After a flying visit to Vanuatu on Saturday, Prince Charles spent Sunday morning at St John the Evangelist Anglican Church in Cairns.
The heir to the throne was greeted by the Bishop of North Queensland, Bill Ray, as well as the Reverend Rod Gooden with local parishioners, including those who provide community services through Anglicare, all in attendance.
As the Prince left the church after the service Elizabeth Kulla Kulla yelled out to His Royal Highness from behind the barricade. "Excuse me, Prince Charles, can I shake your hand?" she said.
The Prince immediately walked over to Ms Kulla Kulla and shook her hand, as she told him she was named after his mum.
It was an emotional meeting for the young woman who afterwards collapsed in tears into the arms of her sister. "Oh my god," she said over and over again, completely overcome.
The Prince joined the congregation for a cup of tea, before he departed for a tour of HMAS Cairns, an active naval base that provides operational, administrative and logistics support (including maintenance and training) to home ported ships, support craft, resident units and visiting Fleet Units. Approximately 925 Defence personnel are employed at HMAS Cairns, which is also an important staging base in the event of cyclones or other natural disasters along the Queensland coast and in the Coral Sea region. HMAS Cairns is currently the home port of two Hydrographic Ships, one Armidale Class Patrol Boat, two Cape Class Patrol boats and four Survey Motor Launches.
Prince Charles has been Colonel-in-Chief of the Royal Australian Armoured Corps since 11 June 1977 and the royal ensign was hoisted up the flagpole as the future King's motorcade pulled into the navy base, drums and bugles sounding as HRH stepped onto HMAS Leeuwin.
The Duke of Gloucester's Cup is the award for the Royal Australian Navy unit displaying the highest level of overall proficiency for the year and today hydrographic Ship Blue Crew received this significant award for its performance in 2017, the first hydrographic unit to do so in the Cup's 71-year history.
The Blue Crew members had family on-board as the Prince handed over the Gloucester Cup and delighted at meeting the crew and their families, chatting with them at length. It was the first time the Cup has been awarded to a vessel in Cairns and the first time it has been personally handed over by the Prince of Wales.
Charles also paid tribute to the Anzacs who had perished in the war, and the military families who supported the men and women of the navy.
"Your achievements are built on the foundations laid by the selfless dedication of all those servicemen and women who have gone before you," he said. "Furthermore, I suspect that these achievements probably owe a considerable amount to the support, encouragement and above all the understanding of your families."
Next stop was The Royal Flying Doctor Service currently celebrating its 90th year of service.
Using the latest in aviation, medical and communications technology, the Royal Flying Doctor Service (Queensland Section) provides the finest care to anyone who lives, works or travels in rural and remote Queensland. With its Queensland head office located at the Brisbane Airport, the RFDS operates 18 aircraft from nine operational bases located in Brisbane, Cairns, Townsville, Rockhampton, Bundaberg, Charleville, Mount Isa, Longreach and Roma.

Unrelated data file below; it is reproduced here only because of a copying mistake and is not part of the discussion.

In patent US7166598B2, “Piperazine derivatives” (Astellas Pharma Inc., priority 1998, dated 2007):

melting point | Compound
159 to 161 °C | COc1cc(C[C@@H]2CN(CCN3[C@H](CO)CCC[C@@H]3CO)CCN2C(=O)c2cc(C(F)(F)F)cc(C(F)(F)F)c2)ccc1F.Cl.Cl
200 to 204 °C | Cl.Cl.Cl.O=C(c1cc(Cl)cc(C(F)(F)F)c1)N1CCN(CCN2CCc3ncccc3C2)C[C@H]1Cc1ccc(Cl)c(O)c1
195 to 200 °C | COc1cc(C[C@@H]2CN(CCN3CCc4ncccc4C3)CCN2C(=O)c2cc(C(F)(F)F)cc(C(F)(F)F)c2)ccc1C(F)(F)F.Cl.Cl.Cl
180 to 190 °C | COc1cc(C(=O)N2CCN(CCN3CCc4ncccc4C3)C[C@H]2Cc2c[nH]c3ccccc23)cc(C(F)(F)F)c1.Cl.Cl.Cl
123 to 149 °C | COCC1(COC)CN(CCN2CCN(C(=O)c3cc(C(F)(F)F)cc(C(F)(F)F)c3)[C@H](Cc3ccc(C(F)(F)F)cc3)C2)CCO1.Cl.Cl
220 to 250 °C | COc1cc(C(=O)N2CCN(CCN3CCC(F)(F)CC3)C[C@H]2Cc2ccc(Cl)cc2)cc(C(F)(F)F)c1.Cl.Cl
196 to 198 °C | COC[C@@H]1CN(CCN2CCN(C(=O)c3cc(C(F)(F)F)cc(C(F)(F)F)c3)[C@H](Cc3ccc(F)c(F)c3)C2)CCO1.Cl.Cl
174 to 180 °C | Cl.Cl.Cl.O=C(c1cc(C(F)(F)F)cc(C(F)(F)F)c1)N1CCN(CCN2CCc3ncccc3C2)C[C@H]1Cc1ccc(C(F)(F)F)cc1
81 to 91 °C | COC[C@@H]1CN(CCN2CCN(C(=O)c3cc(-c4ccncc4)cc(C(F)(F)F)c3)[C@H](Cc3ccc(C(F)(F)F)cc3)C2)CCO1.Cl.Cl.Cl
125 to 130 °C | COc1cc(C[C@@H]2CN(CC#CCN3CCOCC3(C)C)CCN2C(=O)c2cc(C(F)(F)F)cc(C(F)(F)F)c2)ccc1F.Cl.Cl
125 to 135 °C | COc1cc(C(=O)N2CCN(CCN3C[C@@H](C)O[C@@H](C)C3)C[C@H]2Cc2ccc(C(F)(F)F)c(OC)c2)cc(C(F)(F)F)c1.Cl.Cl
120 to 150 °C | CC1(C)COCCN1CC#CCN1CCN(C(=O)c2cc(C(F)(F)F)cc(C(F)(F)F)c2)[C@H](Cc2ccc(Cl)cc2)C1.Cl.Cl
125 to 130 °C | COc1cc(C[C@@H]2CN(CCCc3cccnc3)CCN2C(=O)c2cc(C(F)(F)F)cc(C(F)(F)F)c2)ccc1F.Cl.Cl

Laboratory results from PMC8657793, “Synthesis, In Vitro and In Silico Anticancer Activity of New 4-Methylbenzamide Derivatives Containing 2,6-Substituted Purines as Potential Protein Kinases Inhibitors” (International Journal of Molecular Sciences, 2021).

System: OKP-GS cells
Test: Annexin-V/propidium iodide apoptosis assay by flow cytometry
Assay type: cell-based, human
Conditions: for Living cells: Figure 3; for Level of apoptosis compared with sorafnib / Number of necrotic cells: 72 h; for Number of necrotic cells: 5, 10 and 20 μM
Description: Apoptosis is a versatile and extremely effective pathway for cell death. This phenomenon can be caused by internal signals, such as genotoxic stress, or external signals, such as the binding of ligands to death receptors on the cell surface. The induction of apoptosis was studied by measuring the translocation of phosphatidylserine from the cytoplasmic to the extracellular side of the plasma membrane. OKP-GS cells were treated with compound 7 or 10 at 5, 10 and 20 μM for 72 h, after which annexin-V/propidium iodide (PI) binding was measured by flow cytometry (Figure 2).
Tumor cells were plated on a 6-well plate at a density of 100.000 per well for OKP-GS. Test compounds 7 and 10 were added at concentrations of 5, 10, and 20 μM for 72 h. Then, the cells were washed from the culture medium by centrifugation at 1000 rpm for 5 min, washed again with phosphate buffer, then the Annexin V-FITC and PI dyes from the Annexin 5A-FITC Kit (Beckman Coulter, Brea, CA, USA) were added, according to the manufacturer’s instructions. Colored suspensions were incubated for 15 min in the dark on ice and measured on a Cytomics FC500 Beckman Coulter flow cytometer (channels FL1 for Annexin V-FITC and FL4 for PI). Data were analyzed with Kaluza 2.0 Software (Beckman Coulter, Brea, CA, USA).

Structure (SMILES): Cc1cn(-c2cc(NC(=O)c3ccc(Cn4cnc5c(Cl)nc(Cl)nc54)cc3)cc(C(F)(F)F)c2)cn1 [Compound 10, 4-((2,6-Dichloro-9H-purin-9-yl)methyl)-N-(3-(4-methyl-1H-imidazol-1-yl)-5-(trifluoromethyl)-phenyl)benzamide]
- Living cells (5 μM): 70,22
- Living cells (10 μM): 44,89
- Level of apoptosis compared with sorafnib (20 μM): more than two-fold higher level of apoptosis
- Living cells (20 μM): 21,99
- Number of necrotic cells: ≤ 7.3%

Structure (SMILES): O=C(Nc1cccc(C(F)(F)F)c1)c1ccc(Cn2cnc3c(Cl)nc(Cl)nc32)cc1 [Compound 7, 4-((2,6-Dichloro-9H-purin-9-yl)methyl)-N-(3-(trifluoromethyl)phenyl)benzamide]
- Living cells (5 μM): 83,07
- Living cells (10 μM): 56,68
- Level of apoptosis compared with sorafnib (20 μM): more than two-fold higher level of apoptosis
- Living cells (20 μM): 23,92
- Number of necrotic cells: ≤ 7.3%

The Queensland operation delivers more than 95,000 occasions of care in more than 85 locations to people across the state each year. While across Australia, the RFDS delivers more than 330,000 episodes of care per annum – that's one person every two minutes.
Today the newest aircraft received a royal unveiling as Prince Charles revealed the name of the B350 Super King Air, Outback Angel, at a special ceremony at its Cairns base.
But it was his video chat with one of the families who benefits from the medical service that stole the show. Gilberton Station owner Lyn French told Charles her daughter had been flown to Townsville earlier that morning after she was thrown from her horse. After offering his best wishes, the heir to the throne went on to talk about his riding background.
"Having come off horses so many times myself the great thing is to get on again straight away," he said.
Ms French's young grandson Robert also provided the royal with some entertainment. Told he was the eighth generation to grow up on the property, Charles said he hoped he was still interested in farming.
"At least you haven't been sat on by a cow," he said.
"No," Robert replied, before he followed up with: "I hurt my leg the other day".
Prince Charles said the RFDS is "a remarkable operation and I only wish I'd had time to come out and visit you," he told Ms French.
In the afternoon the Prince visited the Daintree Rainforest for a roundtable talk on sustainable forestry. A Welcome to Country smoking ceremony was performed by Mr Roy Gibson, a Kuku Yalanji Aboriginal Elder who then took the royal on a guided tour of the Ngadiku Dreamtime walk to learn more about the relationship that the Kuku Yalanji people have had with this unique tropical environment for over 50,000 years.
The Prince's final stop in the sunshine state was to watch the women's basketball at the Commonwealth Games. After the game the Prince joined the players and met the incredible Lauren Jackson, one of the finest women's basketballer of all time.
Next the Prince heads to the Northern Territory for his last two days of his royal tour.
Follow Juliet's LIVE coverage of Prince Charles and Camilla's royal Commonwealth Games tour, follow her on Twitter @JulietRieden.
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